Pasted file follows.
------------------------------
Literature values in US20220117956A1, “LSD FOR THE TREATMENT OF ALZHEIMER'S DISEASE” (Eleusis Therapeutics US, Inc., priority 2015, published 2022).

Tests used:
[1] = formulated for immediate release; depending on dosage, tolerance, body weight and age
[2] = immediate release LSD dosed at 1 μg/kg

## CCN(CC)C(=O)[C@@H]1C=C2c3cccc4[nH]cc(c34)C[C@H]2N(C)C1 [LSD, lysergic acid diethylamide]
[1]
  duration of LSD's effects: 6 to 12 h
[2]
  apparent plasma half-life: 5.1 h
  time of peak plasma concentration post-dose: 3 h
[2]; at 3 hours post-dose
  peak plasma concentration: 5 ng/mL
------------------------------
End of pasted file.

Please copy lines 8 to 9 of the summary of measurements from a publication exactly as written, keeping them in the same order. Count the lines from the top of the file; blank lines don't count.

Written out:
[2]
  apparent plasma half-life: 5.1 h